Molecules come in an infinite variety of shapes that link together like tiny magnets to form, in this case, crystals. The crystals are not pure however because the samples are dissolved in tap water which contains lots of different impurities like calcium, fluorine, chlorine and other metals. These impurities change how the sample molecules connect together and as a result causes the shapes to take on sometimes drastically different forms than if pure sample were used.
As is always the case, the overall structural formation of the crystallised sample can be thought of as being ‘kaleidoscopic’ in nature and it is this structure that dictates the coloured patterns that can be seen.
What are the challenges you encounter when producing images and videos?
All imaging is carried out in my home studio and so I am limited by the equipment that I have available to me. This is a challenge because I have many ideas that I would like to undertake that are not possible with the equipment that I have.
For example, some crystals form at such a fast rate that a high-speed camera is required to capture them and these cameras are extremely expensive.
You’re using such a diverse range of specimens. What triggers your decision and how does it affect the creative process?
In terms of crystallography, I employ a diverse range of chemicals. This has been a process of research and discovery, keeping a recipe book of the preparation of chemicals for imaging and how the best results are achieved.
Furthermore, I have been mixing chemicals in different ratios to see how the patterns are altered. Sometimes the chemicals, when mixed in a specific ratio, give jaw-dropping results that take on the appearance of plants and flowers.
By adjusting the polarisers and wave plates in the optical train of the microscope, it is sometimes possible to produce a colour palette that makes the scene more like those we see when we wander in a wildflower meadow or a lush deciduous forest in the summertime.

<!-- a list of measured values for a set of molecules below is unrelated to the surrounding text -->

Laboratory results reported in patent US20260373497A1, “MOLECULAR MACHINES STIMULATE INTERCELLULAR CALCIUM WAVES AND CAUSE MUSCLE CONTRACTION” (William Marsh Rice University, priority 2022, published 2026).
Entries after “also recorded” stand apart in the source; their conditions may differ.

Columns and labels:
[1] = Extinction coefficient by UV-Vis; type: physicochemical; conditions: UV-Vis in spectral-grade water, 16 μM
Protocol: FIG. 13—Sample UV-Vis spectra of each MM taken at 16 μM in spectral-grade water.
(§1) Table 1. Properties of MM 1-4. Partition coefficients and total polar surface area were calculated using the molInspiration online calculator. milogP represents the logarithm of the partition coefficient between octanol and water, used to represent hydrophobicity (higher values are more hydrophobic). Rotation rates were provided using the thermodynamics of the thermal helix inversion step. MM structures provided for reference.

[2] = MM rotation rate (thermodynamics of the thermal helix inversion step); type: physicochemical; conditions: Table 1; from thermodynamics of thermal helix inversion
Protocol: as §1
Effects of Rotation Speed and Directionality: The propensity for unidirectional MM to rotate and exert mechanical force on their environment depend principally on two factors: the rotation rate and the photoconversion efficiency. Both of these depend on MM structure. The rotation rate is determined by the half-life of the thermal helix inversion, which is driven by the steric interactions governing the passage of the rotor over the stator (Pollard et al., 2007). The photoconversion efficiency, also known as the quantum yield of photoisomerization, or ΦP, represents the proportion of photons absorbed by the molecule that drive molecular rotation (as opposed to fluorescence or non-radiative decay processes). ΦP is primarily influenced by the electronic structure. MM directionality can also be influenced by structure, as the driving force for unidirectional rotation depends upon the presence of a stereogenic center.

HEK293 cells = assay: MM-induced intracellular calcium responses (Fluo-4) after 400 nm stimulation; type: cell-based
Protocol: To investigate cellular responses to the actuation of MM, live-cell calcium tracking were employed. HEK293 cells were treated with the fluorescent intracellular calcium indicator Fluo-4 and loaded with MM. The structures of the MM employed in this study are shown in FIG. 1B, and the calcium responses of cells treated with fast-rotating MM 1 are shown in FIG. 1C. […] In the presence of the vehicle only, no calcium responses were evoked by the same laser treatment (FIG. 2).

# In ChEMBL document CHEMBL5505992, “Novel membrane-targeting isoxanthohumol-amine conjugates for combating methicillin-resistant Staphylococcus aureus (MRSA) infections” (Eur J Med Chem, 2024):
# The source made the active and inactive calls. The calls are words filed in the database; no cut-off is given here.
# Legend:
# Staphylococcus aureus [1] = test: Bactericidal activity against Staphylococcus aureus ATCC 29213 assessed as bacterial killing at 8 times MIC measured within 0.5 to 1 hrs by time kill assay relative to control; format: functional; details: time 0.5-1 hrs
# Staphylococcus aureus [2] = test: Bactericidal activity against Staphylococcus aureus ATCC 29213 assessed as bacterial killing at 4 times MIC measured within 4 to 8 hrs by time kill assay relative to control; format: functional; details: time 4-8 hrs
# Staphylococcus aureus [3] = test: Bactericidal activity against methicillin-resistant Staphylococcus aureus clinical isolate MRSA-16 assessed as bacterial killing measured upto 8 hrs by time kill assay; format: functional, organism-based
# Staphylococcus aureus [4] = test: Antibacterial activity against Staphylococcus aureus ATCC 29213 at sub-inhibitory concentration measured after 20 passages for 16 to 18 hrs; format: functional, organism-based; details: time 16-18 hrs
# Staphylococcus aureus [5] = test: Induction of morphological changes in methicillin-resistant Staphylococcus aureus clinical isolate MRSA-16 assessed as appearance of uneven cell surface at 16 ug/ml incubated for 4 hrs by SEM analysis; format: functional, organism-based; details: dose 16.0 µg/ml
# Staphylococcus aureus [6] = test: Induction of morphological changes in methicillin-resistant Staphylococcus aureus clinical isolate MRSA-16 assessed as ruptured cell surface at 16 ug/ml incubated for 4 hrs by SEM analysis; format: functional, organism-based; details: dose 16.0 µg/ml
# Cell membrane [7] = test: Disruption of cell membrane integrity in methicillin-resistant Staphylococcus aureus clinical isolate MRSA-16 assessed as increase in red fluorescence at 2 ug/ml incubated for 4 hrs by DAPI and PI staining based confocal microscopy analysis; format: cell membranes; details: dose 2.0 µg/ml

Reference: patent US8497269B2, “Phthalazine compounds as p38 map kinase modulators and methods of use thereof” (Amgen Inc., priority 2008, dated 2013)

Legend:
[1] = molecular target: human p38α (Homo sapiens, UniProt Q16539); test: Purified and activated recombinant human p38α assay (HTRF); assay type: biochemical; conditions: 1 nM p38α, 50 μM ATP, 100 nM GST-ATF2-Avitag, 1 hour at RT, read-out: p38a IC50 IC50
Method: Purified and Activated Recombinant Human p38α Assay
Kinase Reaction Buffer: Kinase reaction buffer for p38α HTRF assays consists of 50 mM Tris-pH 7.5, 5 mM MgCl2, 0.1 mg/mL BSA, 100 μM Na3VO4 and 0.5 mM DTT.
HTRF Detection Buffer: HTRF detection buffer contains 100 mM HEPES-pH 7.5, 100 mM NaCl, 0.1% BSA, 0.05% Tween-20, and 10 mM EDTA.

Why are crystals so important to study? What does it mean to you?
Crystals are important to study in terms of deciphering the 3d structure of biological molecules like proteins, in terms of solid-state physics for enhancing technology such as microelectronic devices and increasing the efficiency of solar cells.
As for my work, it is a fusion of science and art. I am motivated by photographing imagery that is both educationally rich and at the same time, aesthetically stunning. I am interested in understanding why the different formations arise, what actually happens when those molecules come together, interact, and how and why they crystallize the way they do.
I would like to understand at a deeper level, how the light interacts with the molecules in the crystal film and how it is manipulated as it passes through.
Do you have a favourite image?
I have several images that I really love and cannot decide which is my favourite.
What are your future ambitions?
I would like to see more of my work published in books that communicate that exquisite beauty of nature on the microscopic scale and the science behind the imagery. To capture slow-motion cinematography of high-speed crystallisation processes and others that form at slow paces but specialised equipment is required for this.
I am hoping at some stage to find a collaborator to produce a series of books with.